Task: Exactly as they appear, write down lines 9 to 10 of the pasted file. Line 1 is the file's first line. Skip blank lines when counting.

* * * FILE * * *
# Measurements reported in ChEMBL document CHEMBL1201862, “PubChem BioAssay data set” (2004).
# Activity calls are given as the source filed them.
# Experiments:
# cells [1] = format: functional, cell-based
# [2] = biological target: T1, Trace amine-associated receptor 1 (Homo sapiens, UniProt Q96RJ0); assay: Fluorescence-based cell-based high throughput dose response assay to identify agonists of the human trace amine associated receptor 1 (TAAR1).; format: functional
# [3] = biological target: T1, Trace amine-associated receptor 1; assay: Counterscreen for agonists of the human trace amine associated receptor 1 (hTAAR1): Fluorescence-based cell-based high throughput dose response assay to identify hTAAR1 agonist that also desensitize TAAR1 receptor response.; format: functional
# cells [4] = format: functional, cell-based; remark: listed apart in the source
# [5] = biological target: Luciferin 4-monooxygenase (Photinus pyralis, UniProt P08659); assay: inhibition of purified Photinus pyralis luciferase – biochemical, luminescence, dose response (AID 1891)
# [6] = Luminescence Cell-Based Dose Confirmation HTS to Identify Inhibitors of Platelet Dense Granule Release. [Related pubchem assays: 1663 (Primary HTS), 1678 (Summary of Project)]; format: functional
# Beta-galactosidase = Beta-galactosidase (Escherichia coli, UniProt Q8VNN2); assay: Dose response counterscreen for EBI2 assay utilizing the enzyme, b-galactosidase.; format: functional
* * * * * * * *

# [6] = Luminescence Cell-Based Dose Confirmation HTS to Identify Inhibitors of Platelet Dense Granule Release. [Related pubchem assays: 1663 (Primary HTS), 1678 (Summary of Project)]; format: functional
# Beta-galactosidase = Beta-galactosidase (Escherichia coli, UniProt Q8VNN2); assay: Dose response counterscreen for EBI2 assay utilizing the enzyme, b-galactosidase.; format: functional